By Tom Whitehead

Britain and Nato have launched their biggest war games on Russia’s doorstep amid growing tensions over Vladimir Putin’s military aggression.

The largest ever Nato anti-submarine exercise, including the Royal Navy, is under way off the coast of Norway just weeks after reports of Russian submarines encroaching in to foreign waters.

At the same time British troops are taking part in the biggest military exercise seen in Estonia since the Baltic nation regained its independence more than two decades ago.

The war games come as tensions grow with Russia over Ukraine crisis and fears that the Baltic nations could be next in President Putin’s sights.

The commander of the Nato manoeuvres said recent incidents by the Russian military were a “cause of concern” and added “relevance to the exercise”.

At least 18 ships and submarines are taking part in Operation Dynamic Mongoose which involves 10 Nato members and Sweden.

The submarines will take turns trying to approach and target the ships, including HMS Portland, undetected to simulate an attack in one of the world’s most hostile sea areas.

Last month, Latvia said it had detected a Russian submarine near its water and last week Finland fired depth charges at an unidentified submarine along its coast.

Russian aircraft have also repeatedly approached and violated Nordic and Baltic airspace in recent months, challenging air defences and triggering allied responses.

US Rear Admiral Brad Williamson, commander of the exercise, said: “Russia has a right to be at sea, just as we do.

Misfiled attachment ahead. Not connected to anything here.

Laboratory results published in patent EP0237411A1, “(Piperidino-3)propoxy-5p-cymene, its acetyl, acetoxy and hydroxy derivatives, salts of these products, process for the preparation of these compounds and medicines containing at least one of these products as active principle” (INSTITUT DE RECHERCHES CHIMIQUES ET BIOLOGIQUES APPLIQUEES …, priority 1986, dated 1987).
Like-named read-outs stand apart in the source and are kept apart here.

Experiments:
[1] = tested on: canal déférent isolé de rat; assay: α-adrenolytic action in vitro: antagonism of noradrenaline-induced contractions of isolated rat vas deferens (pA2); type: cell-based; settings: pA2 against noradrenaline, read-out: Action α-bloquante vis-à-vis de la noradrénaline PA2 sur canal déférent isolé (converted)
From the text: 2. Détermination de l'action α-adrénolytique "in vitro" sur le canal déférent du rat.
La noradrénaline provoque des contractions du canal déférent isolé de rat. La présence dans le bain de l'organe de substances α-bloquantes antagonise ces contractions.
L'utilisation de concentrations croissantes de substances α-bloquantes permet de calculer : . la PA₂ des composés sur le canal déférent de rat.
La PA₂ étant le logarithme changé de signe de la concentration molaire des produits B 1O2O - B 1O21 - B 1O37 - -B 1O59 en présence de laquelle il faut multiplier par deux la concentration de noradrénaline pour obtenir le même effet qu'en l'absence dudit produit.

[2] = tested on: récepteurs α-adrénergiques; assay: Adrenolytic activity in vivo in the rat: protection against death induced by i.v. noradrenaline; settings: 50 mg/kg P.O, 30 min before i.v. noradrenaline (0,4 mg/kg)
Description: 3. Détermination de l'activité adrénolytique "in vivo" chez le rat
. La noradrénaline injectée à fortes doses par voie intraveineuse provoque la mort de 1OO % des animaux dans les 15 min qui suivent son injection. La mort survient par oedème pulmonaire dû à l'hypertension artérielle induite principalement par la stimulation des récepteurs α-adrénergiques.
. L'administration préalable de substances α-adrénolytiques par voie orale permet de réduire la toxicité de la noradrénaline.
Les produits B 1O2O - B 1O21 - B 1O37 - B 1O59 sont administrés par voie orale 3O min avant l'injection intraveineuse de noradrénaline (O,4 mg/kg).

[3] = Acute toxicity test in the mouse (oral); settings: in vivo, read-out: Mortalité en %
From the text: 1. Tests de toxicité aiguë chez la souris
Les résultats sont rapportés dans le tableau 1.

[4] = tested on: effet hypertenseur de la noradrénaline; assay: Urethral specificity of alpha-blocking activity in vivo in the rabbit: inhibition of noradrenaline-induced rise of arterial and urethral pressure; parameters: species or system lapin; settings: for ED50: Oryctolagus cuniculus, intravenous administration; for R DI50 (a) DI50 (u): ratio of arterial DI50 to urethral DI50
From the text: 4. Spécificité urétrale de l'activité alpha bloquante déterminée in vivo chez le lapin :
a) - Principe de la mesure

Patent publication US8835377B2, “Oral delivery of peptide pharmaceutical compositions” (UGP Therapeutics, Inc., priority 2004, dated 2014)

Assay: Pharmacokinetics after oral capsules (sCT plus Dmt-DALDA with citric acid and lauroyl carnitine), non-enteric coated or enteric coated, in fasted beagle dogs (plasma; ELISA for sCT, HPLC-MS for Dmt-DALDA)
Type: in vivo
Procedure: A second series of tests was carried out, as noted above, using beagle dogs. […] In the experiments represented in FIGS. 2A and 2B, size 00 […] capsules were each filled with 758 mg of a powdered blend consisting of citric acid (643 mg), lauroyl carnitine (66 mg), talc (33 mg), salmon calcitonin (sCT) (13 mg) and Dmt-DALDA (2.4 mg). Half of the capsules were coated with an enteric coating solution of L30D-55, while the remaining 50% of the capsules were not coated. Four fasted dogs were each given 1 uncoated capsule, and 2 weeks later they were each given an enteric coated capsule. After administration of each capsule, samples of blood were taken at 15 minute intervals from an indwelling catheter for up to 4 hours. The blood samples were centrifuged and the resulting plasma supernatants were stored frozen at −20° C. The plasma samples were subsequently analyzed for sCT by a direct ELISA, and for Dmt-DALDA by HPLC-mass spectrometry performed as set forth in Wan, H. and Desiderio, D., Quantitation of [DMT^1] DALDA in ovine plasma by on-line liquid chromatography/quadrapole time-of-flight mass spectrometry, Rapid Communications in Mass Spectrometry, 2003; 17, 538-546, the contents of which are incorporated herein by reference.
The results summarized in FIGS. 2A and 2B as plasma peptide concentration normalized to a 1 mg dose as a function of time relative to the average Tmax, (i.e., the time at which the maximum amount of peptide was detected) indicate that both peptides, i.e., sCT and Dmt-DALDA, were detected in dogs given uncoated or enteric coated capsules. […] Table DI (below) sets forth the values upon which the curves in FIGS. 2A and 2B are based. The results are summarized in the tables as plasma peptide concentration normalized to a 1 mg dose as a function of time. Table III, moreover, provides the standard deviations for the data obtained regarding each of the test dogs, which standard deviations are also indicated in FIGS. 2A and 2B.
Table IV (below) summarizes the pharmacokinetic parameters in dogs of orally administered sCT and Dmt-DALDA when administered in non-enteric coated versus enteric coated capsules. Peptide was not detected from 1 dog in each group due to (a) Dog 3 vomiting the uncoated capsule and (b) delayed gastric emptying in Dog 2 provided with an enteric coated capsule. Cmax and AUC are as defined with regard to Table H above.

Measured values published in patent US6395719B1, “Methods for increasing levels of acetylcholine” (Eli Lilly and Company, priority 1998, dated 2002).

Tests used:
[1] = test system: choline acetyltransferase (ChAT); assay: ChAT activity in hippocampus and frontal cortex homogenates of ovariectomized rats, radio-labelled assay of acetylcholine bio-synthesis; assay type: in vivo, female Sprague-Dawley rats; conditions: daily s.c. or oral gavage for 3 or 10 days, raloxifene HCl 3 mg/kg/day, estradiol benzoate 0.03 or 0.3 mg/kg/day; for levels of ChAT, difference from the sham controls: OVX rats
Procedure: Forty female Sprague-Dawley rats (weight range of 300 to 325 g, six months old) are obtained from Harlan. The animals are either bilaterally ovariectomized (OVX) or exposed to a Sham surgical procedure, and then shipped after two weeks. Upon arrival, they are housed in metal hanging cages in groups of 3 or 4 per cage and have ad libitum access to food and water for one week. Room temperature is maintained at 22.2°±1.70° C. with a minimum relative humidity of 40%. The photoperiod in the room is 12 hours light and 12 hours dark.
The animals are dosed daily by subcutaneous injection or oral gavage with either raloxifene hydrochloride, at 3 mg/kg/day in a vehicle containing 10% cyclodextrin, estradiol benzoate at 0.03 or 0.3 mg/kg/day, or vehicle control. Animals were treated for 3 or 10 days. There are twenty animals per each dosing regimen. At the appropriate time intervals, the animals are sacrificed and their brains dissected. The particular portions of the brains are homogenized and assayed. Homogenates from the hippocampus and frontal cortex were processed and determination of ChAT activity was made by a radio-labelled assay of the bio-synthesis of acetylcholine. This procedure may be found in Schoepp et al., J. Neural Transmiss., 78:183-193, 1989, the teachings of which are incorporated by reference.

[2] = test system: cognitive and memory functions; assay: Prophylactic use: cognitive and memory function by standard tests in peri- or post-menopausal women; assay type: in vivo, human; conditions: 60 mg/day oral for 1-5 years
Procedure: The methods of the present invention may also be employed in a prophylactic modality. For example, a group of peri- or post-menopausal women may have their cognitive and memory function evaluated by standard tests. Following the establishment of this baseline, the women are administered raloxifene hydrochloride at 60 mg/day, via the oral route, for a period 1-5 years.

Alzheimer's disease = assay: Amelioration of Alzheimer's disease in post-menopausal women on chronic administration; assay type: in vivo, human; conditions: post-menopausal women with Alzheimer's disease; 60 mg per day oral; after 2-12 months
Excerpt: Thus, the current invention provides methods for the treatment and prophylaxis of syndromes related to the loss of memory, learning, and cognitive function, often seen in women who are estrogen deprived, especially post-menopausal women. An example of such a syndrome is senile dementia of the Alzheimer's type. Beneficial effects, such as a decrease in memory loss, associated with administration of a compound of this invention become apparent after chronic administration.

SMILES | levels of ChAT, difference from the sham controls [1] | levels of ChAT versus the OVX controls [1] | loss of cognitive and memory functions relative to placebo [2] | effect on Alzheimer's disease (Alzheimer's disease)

“But the incidents we have seen are not in line with international regulations and that’s been the cause of concern.

“This is not a response to that but provides relevance to the exercise.”

Nordic defence ministers issued a strongly worded condemnation of Russia last month, calling it the biggest threat to security, prompting Russia to say that Finland’s and Sweden’s closer ties with Nato were of “special concern”.

“The Russians have increased their activity a lot and so have we,” said Kai Nickelsdorf, the commander of Germany’s U33 submarine, which is playing the role of an enemy in the exercise.

Captain Iain Breckenridge, the most senior British officer taking part, said: “This exercise provides a great opportunity for these surface and air units to test their skills, equipment and tactical procedures against our extremely capable submarines.”

In Estonia, British troops have joined around 7,000 local Reservists for the country’s biggest military exercise since leaving Soviet Union control in 1991.

Britain and its Nato allies are attempting to reassure the Baltic states they will be protected against any Russian aggression.

In February, David Cameron, the Prime Minister, warned that the Baltics, who have many ethnic Russians, could be next in Mr Putin’s sights for a Crimea-style annexation.

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